BINGHAM — Since she first started teaching third and fourth grade at Moscow Elementary School in the fall of 1965, Linda Hunnewell has been a fixture in School Administrative District 13.

She has been teacher, principal, special education coordinator and school board member. She has attended countless sports competitions and school events. She has even gotten up in the middle of the night to attend to leaky pipes at the elementary school.

After nearly 50 years with the school district, she attended her last school board meeting a few weeks ago and plans to retire.

“I always liked what I was doing,” said Hunnewell, 73, of Moscow. “I got stressed out at times, I wanted to pull my hair out at times, but I always liked it. I loved being in Bingham and Moscow. I loved being here and loved raising my children and grandchildren here.”

Hunnewell grew up in Milford and moved to the Bingham area with her husband, Scott Hunnewell, in 1964. She got her first teaching job after graduating from the University of Maine at Farmington with a degree in special education. She taught third and fourth grade before switching to a position as a second grade teacher, a job she held for 17 years.

“I just couldn’t get past that grade. I loved the children at that age — their excitement for learning, the ideas they have. They just kept my energy level high. It was great,” Hunnewell said.

After just four years teaching in the district, she was promoted to a teaching principal and around 1985 became a full-time principal and special education coordinator.

She retired from being a principal in 2005, but continued to work in special education. For the last six years she’s been on the district school board, attending her last board meeting in March.

“She’s been a remarkable leader in our community,” said Julie Richard, the district-wide principal in SAD13. “One of the things I learned from her is to really think through the relationship the school has with its community and just to be cognizant of all the components that go into a family bringing a child to school. Different families struggle in many ways, and our job is to be cooperative and help them understand the value of education.”

Hunnewell said she’s seen massive changes in education and the district in everything from curriculum and standardized testing to parenting philosophies and cafeteria cuisine.

The district, which was home to as many as 500 students at one point, is down to about 200 students in grades pre-K through grade 12 because of the declining population in the two towns that make it up — Bingham and Moscow — and smaller family sizes.

Three one-room school houses in SAD 13 in Caratunk, The Forks and West Forks, where children continued to receive elementary school education up until as recently as 2000, have also closed.

“We’ve gone through many, many phases of different approaches to learning for students, and we’re still doing that,” Hunnewell said.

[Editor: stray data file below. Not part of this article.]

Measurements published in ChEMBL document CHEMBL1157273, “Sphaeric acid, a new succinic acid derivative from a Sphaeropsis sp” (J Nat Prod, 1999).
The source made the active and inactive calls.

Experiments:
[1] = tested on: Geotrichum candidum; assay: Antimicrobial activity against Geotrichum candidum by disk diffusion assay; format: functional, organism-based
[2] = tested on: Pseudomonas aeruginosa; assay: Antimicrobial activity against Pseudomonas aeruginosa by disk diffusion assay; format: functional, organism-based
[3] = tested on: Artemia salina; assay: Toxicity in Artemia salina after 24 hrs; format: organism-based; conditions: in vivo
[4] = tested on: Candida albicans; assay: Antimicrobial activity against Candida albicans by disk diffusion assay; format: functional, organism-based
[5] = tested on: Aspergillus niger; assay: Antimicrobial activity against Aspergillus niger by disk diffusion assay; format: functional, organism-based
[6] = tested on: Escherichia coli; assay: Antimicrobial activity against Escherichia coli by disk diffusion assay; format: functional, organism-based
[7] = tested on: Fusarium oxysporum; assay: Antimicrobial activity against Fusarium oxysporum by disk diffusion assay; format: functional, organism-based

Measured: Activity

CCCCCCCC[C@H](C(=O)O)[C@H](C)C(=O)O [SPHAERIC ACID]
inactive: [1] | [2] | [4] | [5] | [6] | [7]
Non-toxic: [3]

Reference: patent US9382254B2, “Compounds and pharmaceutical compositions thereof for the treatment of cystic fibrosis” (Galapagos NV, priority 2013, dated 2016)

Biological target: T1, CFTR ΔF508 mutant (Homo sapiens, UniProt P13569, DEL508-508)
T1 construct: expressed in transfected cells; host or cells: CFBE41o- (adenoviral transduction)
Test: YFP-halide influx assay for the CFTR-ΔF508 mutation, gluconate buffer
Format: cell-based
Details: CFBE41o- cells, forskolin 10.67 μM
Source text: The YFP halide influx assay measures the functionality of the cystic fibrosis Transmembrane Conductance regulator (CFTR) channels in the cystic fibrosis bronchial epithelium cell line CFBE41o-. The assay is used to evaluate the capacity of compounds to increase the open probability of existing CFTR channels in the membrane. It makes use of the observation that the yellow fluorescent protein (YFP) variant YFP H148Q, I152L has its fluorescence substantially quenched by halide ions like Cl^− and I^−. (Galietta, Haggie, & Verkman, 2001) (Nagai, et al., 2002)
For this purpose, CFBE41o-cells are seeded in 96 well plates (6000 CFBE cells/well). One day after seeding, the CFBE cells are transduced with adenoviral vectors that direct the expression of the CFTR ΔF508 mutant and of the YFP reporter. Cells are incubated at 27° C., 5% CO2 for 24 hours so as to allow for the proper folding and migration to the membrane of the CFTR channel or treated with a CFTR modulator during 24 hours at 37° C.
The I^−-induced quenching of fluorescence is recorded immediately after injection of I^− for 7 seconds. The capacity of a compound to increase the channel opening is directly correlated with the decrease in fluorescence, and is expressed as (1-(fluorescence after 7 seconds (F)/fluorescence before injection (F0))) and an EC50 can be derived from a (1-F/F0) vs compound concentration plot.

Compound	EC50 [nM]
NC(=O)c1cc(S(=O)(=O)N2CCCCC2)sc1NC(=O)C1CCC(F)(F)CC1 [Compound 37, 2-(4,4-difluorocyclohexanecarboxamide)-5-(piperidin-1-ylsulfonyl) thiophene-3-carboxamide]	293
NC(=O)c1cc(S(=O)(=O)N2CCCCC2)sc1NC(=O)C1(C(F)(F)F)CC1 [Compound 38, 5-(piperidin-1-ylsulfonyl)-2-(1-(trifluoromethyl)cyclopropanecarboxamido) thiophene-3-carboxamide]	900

She said recent government pushes for more standardized testing have detracted from other things teachers can do in the classroom, but she supports the move towards increased use of technology in classrooms.

She also noted that today’s curriculum often comprises material that students years ago would not be getting to until later in their education. For example, the things a second grader is learning today are things that a third or fourth grader may have tackled years ago.

“Today’s world is much faster paced,” she said. “I think we’re not always giving children a chance to just be children.”

Hunnewell said that may be one reason for an increase in the number of special education students and students with emotional problems. She said she has also noticed differences in parenting and how parents and teachers interact.

“When I first started, I felt that no matter what the situation was, when I talked to parents I could always count on their support. I don’t think teachers get that as much anymore,” she said. “When I first started, if there was a discipline problem, you could talk to a parent to work together and come up with a solution. Today I think the attitude is — and I may be wrong — but very often the attitude is ‘It’s your problem at school, it’s my problem at home,’ and I think that’s very difficult for the child.”

After six years on the school board, Hunnewell said the decision to not run for re-election this year came during a meeting last year that took place the same night that her granddaughter, a junior at Upper Kennebec Valley Memorial High School, was playing in a basketball game in Jackman.

“I know she just has one more year left, and I felt like I was missing it,” Hunnewell said. She said she plans to be at every basketball game next year.

“I tried crocheting. Forget it. I tried knitting. Forget it. And I’m not a seamstress, that’s for sure,” she said.

A widow, Hunnewell also plans to spend more time with her family — a brother and sister, four grandchildren and two children, including a daughter, Wendy Belanger, a second grade teacher of 25 years at Moscow Elementary School.

Between the two of them, they’ve taught the parents of almost every child in Belanger’s current class.

“I still constantly ask her questions and get feedback from her,” Belanger said. “It’s nice to bounce ideas off her about how she would handle this or handle that.”

Rachel Ohm — 612-2368

[email protected]

Twitter: @rachel_ohm


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